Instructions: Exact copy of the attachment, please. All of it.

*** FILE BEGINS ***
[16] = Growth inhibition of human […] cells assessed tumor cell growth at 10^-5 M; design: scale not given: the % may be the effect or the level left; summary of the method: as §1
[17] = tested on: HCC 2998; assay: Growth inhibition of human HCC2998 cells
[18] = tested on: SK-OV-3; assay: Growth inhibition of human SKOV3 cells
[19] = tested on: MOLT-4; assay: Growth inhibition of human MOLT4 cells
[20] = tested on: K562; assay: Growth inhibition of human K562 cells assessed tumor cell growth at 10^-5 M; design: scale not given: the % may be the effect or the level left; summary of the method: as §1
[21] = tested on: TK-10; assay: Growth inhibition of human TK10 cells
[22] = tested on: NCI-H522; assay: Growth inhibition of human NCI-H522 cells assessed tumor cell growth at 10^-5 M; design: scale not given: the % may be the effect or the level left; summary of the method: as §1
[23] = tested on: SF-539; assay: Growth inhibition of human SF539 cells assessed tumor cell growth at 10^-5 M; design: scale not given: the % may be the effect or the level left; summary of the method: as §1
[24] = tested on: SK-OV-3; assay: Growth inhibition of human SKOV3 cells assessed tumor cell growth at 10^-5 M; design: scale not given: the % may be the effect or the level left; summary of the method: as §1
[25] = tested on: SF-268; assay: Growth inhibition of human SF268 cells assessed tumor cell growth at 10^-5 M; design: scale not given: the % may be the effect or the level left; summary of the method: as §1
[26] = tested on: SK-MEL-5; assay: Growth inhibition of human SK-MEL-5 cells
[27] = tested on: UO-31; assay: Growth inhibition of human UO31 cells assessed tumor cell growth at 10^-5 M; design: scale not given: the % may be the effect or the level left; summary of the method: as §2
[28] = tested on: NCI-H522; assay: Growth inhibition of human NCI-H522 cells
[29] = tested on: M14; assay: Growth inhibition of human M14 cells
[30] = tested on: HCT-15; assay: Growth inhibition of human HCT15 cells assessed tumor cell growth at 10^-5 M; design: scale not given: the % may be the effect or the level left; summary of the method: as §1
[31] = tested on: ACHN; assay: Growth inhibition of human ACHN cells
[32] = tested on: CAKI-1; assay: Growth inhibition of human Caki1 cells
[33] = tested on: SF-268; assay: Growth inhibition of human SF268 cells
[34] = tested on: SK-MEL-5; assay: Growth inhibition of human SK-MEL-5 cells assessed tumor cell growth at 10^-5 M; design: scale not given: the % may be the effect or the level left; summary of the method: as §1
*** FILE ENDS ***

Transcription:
[16] = Growth inhibition of human […] cells assessed tumor cell growth at 10^-5 M; design: scale not given: the % may be the effect or the level left; summary of the method: as §1
[17] = tested on: HCC 2998; assay: Growth inhibition of human HCC2998 cells
[18] = tested on: SK-OV-3; assay: Growth inhibition of human SKOV3 cells
[19] = tested on: MOLT-4; assay: Growth inhibition of human MOLT4 cells
[20] = tested on: K562; assay: Growth inhibition of human K562 cells assessed tumor cell growth at 10^-5 M; design: scale not given: the % may be the effect or the level left; summary of the method: as §1
[21] = tested on: TK-10; assay: Growth inhibition of human TK10 cells
[22] = tested on: NCI-H522; assay: Growth inhibition of human NCI-H522 cells assessed tumor cell growth at 10^-5 M; design: scale not given: the % may be the effect or the level left; summary of the method: as §1
[23] = tested on: SF-539; assay: Growth inhibition of human SF539 cells assessed tumor cell growth at 10^-5 M; design: scale not given: the % may be the effect or the level left; summary of the method: as §1
[24] = tested on: SK-OV-3; assay: Growth inhibition of human SKOV3 cells assessed tumor cell growth at 10^-5 M; design: scale not given: the % may be the effect or the level left; summary of the method: as §1
[25] = tested on: SF-268; assay: Growth inhibition of human SF268 cells assessed tumor cell growth at 10^-5 M; design: scale not given: the % may be the effect or the level left; summary of the method: as §1
[26] = tested on: SK-MEL-5; assay: Growth inhibition of human SK-MEL-5 cells
[27] = tested on: UO-31; assay: Growth inhibition of human UO31 cells assessed tumor cell growth at 10^-5 M; design: scale not given: the % may be the effect or the level left; summary of the method: as §2
[28] = tested on: NCI-H522; assay: Growth inhibition of human NCI-H522 cells
[29] = tested on: M14; assay: Growth inhibition of human M14 cells
[30] = tested on: HCT-15; assay: Growth inhibition of human HCT15 cells assessed tumor cell growth at 10^-5 M; design: scale not given: the % may be the effect or the level left; summary of the method: as §1
[31] = tested on: ACHN; assay: Growth inhibition of human ACHN cells
[32] = tested on: CAKI-1; assay: Growth inhibition of human Caki1 cells
[33] = tested on: SF-268; assay: Growth inhibition of human SF268 cells
[34] = tested on: SK-MEL-5; assay: Growth inhibition of human SK-MEL-5 cells assessed tumor cell growth at 10^-5 M; design: scale not given: the % may be the effect or the level left; summary of the method: as §1